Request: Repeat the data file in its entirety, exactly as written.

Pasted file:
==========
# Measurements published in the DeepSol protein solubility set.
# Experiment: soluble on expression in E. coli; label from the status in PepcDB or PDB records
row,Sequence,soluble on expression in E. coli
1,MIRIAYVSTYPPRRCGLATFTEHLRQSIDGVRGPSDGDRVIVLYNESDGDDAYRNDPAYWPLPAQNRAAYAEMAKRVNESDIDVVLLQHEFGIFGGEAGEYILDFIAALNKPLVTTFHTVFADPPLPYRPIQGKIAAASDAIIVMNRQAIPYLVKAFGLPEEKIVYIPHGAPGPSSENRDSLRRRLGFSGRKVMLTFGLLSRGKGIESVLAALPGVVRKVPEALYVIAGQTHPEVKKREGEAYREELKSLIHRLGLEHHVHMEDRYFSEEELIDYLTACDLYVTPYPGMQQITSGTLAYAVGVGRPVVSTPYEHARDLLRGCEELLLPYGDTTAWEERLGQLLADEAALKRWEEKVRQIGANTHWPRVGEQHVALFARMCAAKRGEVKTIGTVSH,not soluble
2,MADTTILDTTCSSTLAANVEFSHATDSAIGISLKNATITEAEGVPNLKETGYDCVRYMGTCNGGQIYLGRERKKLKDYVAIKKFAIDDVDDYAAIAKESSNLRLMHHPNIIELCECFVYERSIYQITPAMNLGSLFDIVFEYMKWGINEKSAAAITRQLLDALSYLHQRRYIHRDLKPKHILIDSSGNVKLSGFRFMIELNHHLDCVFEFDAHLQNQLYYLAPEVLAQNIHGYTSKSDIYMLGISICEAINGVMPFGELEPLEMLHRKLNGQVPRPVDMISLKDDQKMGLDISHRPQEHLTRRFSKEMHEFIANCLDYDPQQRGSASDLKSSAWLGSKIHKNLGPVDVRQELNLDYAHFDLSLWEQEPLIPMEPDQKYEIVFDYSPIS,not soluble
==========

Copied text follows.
# Measurements published in the DeepSol protein solubility set.
# Experiment: soluble on expression in E. coli; label from the status in PepcDB or PDB records
row,Sequence,soluble on expression in E. coli
1,MIRIAYVSTYPPRRCGLATFTEHLRQSIDGVRGPSDGDRVIVLYNESDGDDAYRNDPAYWPLPAQNRAAYAEMAKRVNESDIDVVLLQHEFGIFGGEAGEYILDFIAALNKPLVTTFHTVFADPPLPYRPIQGKIAAASDAIIVMNRQAIPYLVKAFGLPEEKIVYIPHGAPGPSSENRDSLRRRLGFSGRKVMLTFGLLSRGKGIESVLAALPGVVRKVPEALYVIAGQTHPEVKKREGEAYREELKSLIHRLGLEHHVHMEDRYFSEEELIDYLTACDLYVTPYPGMQQITSGTLAYAVGVGRPVVSTPYEHARDLLRGCEELLLPYGDTTAWEERLGQLLADEAALKRWEEKVRQIGANTHWPRVGEQHVALFARMCAAKRGEVKTIGTVSH,not soluble
2,MADTTILDTTCSSTLAANVEFSHATDSAIGISLKNATITEAEGVPNLKETGYDCVRYMGTCNGGQIYLGRERKKLKDYVAIKKFAIDDVDDYAAIAKESSNLRLMHHPNIIELCECFVYERSIYQITPAMNLGSLFDIVFEYMKWGINEKSAAAITRQLLDALSYLHQRRYIHRDLKPKHILIDSSGNVKLSGFRFMIELNHHLDCVFEFDAHLQNQLYYLAPEVLAQNIHGYTSKSDIYMLGISICEAINGVMPFGELEPLEMLHRKLNGQVPRPVDMISLKDDQKMGLDISHRPQEHLTRRFSKEMHEFIANCLDYDPQQRGSASDLKSSAWLGSKIHKNLGPVDVRQELNLDYAHFDLSLWEQEPLIPMEPDQKYEIVFDYSPIS,not soluble